'Just for laughs': Palestinian tells MEE of being shot in the back by Israeli soldiers
A Palestinian who was shot in the back by a sponge-tipped bullet told Middle East Eye that he was on his way to look for a job in occupied East Jerusalem when Israeli soldiers stopped him, beat him, and shot him.
Karam Qawasmi, a 22-year-old from the city of Hebron, in the south of the occupied West Bank, said that the incident - a video of which was leaked by an Israel channel early in November - happened a year and a half ago.
Qawasmi recalled walking toward the East Jerusalem neighbourhood of Zaayyem when Israeli soldiers stopped him.
“They rammed me [with a jeep], then took me under a bridge and started beating me,” Qawasmi said.
He was kept for almost three hours under the bridge, east of the Old City of Jerusalem, before the soldiers released him.
Qawasmi then asked to take the route leading to the Zaayyem area, but the soldiers insisted that he walks towards the Anata area, located to the northeast of Jerusalem.
“I had to listen to them. I put my hands up and kept walking. I heard them shouting, and when I turned around, I saw three soldiers sitting on the ground aiming their guns at me - as if they wanted to shoot me,” Qawasmi said.
When he turned to carry on walking, Qawasmi heard a popping sound as an Israeli soldier shot him in the back with a sponge-tipped bullet - ammunition used for crowd control that can be lethal at short distances.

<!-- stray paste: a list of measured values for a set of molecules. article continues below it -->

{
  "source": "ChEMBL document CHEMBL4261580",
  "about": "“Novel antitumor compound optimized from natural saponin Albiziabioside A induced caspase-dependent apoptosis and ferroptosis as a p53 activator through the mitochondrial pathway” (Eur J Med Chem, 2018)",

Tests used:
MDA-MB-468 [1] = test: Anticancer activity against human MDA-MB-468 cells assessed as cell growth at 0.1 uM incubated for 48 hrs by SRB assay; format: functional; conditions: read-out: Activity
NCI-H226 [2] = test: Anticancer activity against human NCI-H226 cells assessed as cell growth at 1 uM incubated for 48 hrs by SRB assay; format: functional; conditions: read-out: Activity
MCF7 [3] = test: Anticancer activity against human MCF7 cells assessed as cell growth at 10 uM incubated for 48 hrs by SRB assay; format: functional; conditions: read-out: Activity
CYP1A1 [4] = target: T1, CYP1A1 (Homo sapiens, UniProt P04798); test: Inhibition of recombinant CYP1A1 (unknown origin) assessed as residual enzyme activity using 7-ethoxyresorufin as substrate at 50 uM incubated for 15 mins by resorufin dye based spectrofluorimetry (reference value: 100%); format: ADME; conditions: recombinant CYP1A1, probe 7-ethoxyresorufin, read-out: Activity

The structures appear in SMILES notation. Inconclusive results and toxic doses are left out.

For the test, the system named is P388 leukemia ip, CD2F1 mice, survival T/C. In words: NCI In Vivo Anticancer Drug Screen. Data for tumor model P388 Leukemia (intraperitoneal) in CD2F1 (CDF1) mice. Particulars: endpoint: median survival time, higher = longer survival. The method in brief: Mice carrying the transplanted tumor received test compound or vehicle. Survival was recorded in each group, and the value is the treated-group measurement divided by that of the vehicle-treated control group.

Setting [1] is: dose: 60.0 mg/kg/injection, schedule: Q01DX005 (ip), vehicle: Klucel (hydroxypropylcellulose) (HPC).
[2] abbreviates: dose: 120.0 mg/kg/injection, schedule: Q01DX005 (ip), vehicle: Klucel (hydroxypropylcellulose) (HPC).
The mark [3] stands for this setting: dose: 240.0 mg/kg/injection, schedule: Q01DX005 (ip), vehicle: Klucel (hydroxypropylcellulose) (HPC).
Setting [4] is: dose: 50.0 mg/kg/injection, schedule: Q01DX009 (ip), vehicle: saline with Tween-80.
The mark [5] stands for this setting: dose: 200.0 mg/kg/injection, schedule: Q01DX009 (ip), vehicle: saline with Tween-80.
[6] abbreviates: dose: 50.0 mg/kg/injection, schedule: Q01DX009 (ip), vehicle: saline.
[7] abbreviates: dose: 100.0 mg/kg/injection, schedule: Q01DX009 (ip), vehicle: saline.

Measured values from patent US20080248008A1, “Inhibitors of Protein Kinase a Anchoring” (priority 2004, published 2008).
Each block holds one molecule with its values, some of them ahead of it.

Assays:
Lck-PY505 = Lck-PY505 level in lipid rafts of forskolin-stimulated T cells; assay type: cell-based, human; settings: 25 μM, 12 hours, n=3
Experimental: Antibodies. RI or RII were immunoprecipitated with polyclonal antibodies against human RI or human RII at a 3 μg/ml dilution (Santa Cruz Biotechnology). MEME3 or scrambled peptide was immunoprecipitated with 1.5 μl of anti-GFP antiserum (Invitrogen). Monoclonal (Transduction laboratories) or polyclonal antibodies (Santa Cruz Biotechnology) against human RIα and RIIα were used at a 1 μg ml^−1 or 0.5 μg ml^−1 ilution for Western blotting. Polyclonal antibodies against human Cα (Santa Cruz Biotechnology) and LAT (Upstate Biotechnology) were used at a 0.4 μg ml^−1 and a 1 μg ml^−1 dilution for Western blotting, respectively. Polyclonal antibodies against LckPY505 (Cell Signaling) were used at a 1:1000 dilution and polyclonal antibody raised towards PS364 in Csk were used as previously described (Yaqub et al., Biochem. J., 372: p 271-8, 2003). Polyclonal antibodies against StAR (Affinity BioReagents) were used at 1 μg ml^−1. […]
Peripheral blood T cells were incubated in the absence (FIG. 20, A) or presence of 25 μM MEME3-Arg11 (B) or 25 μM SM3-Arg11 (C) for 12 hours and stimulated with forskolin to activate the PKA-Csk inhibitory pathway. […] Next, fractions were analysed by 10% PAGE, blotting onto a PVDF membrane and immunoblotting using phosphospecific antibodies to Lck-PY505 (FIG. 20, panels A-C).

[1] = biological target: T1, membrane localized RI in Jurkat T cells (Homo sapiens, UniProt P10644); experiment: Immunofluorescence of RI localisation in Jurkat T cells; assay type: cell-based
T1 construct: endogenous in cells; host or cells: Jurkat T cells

“I felt numbness in my body that lasted around five minutes,” Qawasmi said.
“I do not know who exactly shot me, but after I got up, all of the soldiers started to shoot around me, just for laughs.”
He walked for an hour and a half to get to the Anata area and then sought treatment in a hospital in Hebron.
Qawasmi, who had only told his parents about the incident, still feels pain in both of his arms from when the soldiers forcefully twisted them behind his back.
He said he felt angry upon reading the news that the soldiers in question were only suspended from their positions - a sentence he thought was too light for the attack he suffered.
“What happened to me has happened to many young Palestinians while on their way to their jobs or to their studies. But unfortunately, there were no cameras to document it,” Qawasmi said.
Around 2.9 million Palestinians live in the West Bank, according to the Palestinian Statistics Bureau, alongside more than 400,000 Israelis in settlements that are illegal under international law.